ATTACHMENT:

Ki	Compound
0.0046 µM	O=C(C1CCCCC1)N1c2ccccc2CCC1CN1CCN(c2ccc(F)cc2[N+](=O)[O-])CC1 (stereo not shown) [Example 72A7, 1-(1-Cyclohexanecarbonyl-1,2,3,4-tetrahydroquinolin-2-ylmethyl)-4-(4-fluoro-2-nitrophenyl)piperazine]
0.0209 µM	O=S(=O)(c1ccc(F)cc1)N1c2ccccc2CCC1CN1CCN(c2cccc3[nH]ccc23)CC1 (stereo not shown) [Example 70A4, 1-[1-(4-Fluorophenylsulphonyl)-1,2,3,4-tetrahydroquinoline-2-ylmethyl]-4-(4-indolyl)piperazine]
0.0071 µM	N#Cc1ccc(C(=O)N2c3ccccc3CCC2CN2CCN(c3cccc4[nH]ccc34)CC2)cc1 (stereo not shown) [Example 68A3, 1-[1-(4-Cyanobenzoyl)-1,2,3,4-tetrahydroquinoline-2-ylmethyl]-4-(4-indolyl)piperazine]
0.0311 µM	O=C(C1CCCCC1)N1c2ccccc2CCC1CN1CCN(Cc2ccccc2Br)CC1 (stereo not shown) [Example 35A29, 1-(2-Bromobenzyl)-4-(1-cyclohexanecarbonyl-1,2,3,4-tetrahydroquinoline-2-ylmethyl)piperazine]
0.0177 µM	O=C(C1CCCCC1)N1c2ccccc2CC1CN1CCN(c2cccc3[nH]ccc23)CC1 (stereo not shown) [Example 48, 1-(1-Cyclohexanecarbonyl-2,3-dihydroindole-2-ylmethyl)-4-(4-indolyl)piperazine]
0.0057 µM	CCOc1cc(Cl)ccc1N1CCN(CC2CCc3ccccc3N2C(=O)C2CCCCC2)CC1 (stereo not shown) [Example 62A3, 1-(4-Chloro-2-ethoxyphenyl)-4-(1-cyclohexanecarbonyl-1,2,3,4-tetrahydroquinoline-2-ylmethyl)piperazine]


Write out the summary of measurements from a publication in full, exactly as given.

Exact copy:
Ki	Compound
0.0046 µM	O=C(C1CCCCC1)N1c2ccccc2CCC1CN1CCN(c2ccc(F)cc2[N+](=O)[O-])CC1 (stereo not shown) [Example 72A7, 1-(1-Cyclohexanecarbonyl-1,2,3,4-tetrahydroquinolin-2-ylmethyl)-4-(4-fluoro-2-nitrophenyl)piperazine]
0.0209 µM	O=S(=O)(c1ccc(F)cc1)N1c2ccccc2CCC1CN1CCN(c2cccc3[nH]ccc23)CC1 (stereo not shown) [Example 70A4, 1-[1-(4-Fluorophenylsulphonyl)-1,2,3,4-tetrahydroquinoline-2-ylmethyl]-4-(4-indolyl)piperazine]
0.0071 µM	N#Cc1ccc(C(=O)N2c3ccccc3CCC2CN2CCN(c3cccc4[nH]ccc34)CC2)cc1 (stereo not shown) [Example 68A3, 1-[1-(4-Cyanobenzoyl)-1,2,3,4-tetrahydroquinoline-2-ylmethyl]-4-(4-indolyl)piperazine]
0.0311 µM	O=C(C1CCCCC1)N1c2ccccc2CCC1CN1CCN(Cc2ccccc2Br)CC1 (stereo not shown) [Example 35A29, 1-(2-Bromobenzyl)-4-(1-cyclohexanecarbonyl-1,2,3,4-tetrahydroquinoline-2-ylmethyl)piperazine]
0.0177 µM	O=C(C1CCCCC1)N1c2ccccc2CC1CN1CCN(c2cccc3[nH]ccc23)CC1 (stereo not shown) [Example 48, 1-(1-Cyclohexanecarbonyl-2,3-dihydroindole-2-ylmethyl)-4-(4-indolyl)piperazine]
0.0057 µM	CCOc1cc(Cl)ccc1N1CCN(CC2CCc3ccccc3N2C(=O)C2CCCCC2)CC1 (stereo not shown) [Example 62A3, 1-(4-Chloro-2-ethoxyphenyl)-4-(1-cyclohexanecarbonyl-1,2,3,4-tetrahydroquinoline-2-ylmethyl)piperazine]